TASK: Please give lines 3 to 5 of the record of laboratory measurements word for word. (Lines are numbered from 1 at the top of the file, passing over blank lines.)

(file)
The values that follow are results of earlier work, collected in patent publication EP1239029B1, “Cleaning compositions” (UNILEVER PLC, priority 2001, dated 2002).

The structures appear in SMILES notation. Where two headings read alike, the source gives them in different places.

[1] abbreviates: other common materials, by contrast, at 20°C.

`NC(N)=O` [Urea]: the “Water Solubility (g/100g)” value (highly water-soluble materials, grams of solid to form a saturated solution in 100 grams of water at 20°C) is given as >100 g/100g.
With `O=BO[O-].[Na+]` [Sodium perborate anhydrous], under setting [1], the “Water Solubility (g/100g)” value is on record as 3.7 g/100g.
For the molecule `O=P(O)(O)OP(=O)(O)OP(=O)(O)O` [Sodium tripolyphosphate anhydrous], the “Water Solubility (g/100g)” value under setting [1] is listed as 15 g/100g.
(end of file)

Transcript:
[1] abbreviates: other common materials, by contrast, at 20°C.

`NC(N)=O` [Urea]: the “Water Solubility (g/100g)” value (highly water-soluble materials, grams of solid to form a saturated solution in 100 grams of water at 20°C) is given as >100 g/100g.
With `O=BO[O-].[Na+]` [Sodium perborate anhydrous], under setting [1], the “Water Solubility (g/100g)” value is on record as 3.7 g/100g.